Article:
After completing this study unit you will be able to:
- Explain the structure and function of the stomach.
- Name the different cells residing in the stomach wall and describe their function.
The stomach is a hollow organ between the esophagus and the duodenum and is used to store and process the food pulp (chyme). Macroscopically, it is divided into cardia, body, fundus and pylorus. These differences are reflected in the gastric pits and the associated gastric glands.
The gastric mucosa is lined with single-layered, mucus-forming columnar epithelium (foveolar epithelium) that forms a protective barrier against acidic gastric juice.
While the glands of the cardia mainly secrete mucins, the glands in the body and fundus contain various exocrine cells. The goblet cells and accessory cells produce mucus, the chief cells release pepsinogens, and the parietal cells secrete hydrochloric acid and intrinsic factor. The pylorus contains mucous glands, stem cells, and G cells that produce gastrin.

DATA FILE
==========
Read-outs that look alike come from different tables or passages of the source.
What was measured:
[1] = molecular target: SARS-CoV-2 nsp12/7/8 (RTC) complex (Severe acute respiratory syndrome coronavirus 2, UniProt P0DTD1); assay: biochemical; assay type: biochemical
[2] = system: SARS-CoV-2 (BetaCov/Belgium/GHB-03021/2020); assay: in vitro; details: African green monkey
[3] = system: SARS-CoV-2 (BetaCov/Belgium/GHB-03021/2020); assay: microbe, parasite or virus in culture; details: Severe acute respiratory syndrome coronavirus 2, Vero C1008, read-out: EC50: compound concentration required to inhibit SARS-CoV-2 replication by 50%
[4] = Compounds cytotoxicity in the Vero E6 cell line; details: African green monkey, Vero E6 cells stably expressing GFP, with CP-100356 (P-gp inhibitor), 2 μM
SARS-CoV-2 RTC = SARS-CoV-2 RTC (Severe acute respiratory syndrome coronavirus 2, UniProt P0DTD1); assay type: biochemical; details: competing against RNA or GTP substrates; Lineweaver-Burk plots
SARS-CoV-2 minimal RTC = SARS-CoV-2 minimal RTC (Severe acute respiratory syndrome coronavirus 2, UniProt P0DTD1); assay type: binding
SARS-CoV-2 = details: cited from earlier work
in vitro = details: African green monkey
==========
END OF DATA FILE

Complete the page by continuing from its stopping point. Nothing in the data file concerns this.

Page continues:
The gastric glands are located close together in the lamina propria and extend to the lamina muscularis mucosae. The submucosa contains blood vessels, lymphatic vessels and nerve plexuses that ensure the supply and control of the stomach. The muscular coat of the stomach consists of three layers of smooth muscle that are responsible for the mechanical chopping and mixing of food. The outer serosa anchors the stomach in the abdominal cavity.
Watch the following video to learn more about the histological appearance of the stomach wall and its layers:
Take a quiz
Test your knowledge and identify the discussed structures with our quizzes or have a go at our exam questions:
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Ready to review all these structures in further detail? Browse our image gallery below: